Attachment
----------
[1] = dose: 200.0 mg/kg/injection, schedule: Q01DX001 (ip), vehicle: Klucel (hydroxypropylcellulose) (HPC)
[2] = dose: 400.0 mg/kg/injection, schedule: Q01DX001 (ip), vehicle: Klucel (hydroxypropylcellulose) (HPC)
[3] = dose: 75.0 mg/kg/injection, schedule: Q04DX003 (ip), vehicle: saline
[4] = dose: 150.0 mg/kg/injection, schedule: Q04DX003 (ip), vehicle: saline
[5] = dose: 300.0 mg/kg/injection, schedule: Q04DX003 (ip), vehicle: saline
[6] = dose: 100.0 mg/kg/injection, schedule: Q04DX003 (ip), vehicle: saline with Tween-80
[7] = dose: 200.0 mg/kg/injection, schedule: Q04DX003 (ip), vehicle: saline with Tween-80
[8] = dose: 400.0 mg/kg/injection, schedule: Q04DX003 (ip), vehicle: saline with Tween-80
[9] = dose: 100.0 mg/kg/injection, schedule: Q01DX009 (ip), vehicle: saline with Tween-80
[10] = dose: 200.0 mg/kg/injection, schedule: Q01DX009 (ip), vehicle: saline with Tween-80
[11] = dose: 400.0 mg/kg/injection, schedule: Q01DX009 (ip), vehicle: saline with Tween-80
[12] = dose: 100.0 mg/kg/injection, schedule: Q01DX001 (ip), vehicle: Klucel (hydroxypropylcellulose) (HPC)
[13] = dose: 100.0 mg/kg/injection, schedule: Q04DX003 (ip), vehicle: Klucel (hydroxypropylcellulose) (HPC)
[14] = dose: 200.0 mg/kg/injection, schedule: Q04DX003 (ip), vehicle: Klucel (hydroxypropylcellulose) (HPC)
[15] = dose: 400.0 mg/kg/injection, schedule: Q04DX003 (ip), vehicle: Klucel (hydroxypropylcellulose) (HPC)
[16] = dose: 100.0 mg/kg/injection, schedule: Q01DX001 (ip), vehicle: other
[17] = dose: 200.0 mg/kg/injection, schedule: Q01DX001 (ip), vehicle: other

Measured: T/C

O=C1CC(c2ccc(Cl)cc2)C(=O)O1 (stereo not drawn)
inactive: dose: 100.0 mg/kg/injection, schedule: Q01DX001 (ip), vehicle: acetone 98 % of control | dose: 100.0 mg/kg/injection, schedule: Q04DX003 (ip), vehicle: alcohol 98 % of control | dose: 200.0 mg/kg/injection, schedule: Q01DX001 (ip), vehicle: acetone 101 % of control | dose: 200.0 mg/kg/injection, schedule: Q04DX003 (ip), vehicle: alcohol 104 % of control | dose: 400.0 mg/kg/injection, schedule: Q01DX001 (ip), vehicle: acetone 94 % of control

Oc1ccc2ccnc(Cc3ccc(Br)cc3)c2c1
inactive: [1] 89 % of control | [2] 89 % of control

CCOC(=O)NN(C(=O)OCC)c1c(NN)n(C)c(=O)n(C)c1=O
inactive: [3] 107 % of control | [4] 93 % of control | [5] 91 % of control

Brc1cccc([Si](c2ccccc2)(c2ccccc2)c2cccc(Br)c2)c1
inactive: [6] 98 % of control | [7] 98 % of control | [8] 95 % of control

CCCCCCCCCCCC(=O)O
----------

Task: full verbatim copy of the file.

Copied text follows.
[1] = dose: 200.0 mg/kg/injection, schedule: Q01DX001 (ip), vehicle: Klucel (hydroxypropylcellulose) (HPC)
[2] = dose: 400.0 mg/kg/injection, schedule: Q01DX001 (ip), vehicle: Klucel (hydroxypropylcellulose) (HPC)
[3] = dose: 75.0 mg/kg/injection, schedule: Q04DX003 (ip), vehicle: saline
[4] = dose: 150.0 mg/kg/injection, schedule: Q04DX003 (ip), vehicle: saline
[5] = dose: 300.0 mg/kg/injection, schedule: Q04DX003 (ip), vehicle: saline
[6] = dose: 100.0 mg/kg/injection, schedule: Q04DX003 (ip), vehicle: saline with Tween-80
[7] = dose: 200.0 mg/kg/injection, schedule: Q04DX003 (ip), vehicle: saline with Tween-80
[8] = dose: 400.0 mg/kg/injection, schedule: Q04DX003 (ip), vehicle: saline with Tween-80
[9] = dose: 100.0 mg/kg/injection, schedule: Q01DX009 (ip), vehicle: saline with Tween-80
[10] = dose: 200.0 mg/kg/injection, schedule: Q01DX009 (ip), vehicle: saline with Tween-80
[11] = dose: 400.0 mg/kg/injection, schedule: Q01DX009 (ip), vehicle: saline with Tween-80
[12] = dose: 100.0 mg/kg/injection, schedule: Q01DX001 (ip), vehicle: Klucel (hydroxypropylcellulose) (HPC)
[13] = dose: 100.0 mg/kg/injection, schedule: Q04DX003 (ip), vehicle: Klucel (hydroxypropylcellulose) (HPC)
[14] = dose: 200.0 mg/kg/injection, schedule: Q04DX003 (ip), vehicle: Klucel (hydroxypropylcellulose) (HPC)
[15] = dose: 400.0 mg/kg/injection, schedule: Q04DX003 (ip), vehicle: Klucel (hydroxypropylcellulose) (HPC)
[16] = dose: 100.0 mg/kg/injection, schedule: Q01DX001 (ip), vehicle: other
[17] = dose: 200.0 mg/kg/injection, schedule: Q01DX001 (ip), vehicle: other

Measured: T/C

O=C1CC(c2ccc(Cl)cc2)C(=O)O1 (stereo not drawn)
inactive: dose: 100.0 mg/kg/injection, schedule: Q01DX001 (ip), vehicle: acetone 98 % of control | dose: 100.0 mg/kg/injection, schedule: Q04DX003 (ip), vehicle: alcohol 98 % of control | dose: 200.0 mg/kg/injection, schedule: Q01DX001 (ip), vehicle: acetone 101 % of control | dose: 200.0 mg/kg/injection, schedule: Q04DX003 (ip), vehicle: alcohol 104 % of control | dose: 400.0 mg/kg/injection, schedule: Q01DX001 (ip), vehicle: acetone 94 % of control

Oc1ccc2ccnc(Cc3ccc(Br)cc3)c2c1
inactive: [1] 89 % of control | [2] 89 % of control

CCOC(=O)NN(C(=O)OCC)c1c(NN)n(C)c(=O)n(C)c1=O
inactive: [3] 107 % of control | [4] 93 % of control | [5] 91 % of control

Brc1cccc([Si](c2ccccc2)(c2ccccc2)c2cccc(Br)c2)c1
inactive: [6] 98 % of control | [7] 98 % of control | [8] 95 % of control

CCCCCCCCCCCC(=O)O